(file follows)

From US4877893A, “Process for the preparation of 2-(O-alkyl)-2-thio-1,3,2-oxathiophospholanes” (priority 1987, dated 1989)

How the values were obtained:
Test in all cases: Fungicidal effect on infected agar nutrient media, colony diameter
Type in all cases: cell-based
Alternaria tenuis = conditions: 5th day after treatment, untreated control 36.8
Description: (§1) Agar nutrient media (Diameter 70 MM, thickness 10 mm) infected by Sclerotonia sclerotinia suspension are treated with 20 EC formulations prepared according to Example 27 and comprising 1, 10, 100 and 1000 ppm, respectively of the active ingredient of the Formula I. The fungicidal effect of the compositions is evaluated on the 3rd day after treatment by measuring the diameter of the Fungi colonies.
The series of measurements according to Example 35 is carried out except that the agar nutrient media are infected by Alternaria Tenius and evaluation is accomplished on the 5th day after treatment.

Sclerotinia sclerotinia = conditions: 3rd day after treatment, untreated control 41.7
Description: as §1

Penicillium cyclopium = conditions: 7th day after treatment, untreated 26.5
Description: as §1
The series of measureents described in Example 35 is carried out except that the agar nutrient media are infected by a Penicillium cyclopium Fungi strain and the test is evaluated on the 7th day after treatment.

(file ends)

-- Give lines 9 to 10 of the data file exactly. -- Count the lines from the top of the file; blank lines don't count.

Description: as §1

Penicillium cyclopium = conditions: 7th day after treatment, untreated 26.5